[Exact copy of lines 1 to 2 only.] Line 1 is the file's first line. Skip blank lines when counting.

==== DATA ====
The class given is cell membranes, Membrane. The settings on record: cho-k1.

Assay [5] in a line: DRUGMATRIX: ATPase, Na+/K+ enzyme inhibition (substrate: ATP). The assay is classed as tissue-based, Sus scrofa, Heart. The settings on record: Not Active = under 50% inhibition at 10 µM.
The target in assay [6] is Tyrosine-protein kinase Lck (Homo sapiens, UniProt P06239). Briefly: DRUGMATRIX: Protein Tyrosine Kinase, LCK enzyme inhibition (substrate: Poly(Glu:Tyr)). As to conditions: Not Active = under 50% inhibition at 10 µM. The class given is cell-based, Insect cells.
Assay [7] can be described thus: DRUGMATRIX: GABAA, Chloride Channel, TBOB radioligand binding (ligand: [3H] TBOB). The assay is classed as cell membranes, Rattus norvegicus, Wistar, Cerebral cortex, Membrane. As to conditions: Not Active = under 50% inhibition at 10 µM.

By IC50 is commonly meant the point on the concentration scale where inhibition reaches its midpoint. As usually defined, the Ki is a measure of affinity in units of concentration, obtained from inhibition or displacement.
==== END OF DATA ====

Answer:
The class given is cell membranes, Membrane. The settings on record: cho-k1.

Assay [5] in a line: DRUGMATRIX: ATPase, Na+/K+ enzyme inhibition (substrate: ATP). The assay is classed as tissue-based, Sus scrofa, Heart. The settings on record: Not Active = under 50% inhibition at 10 µM.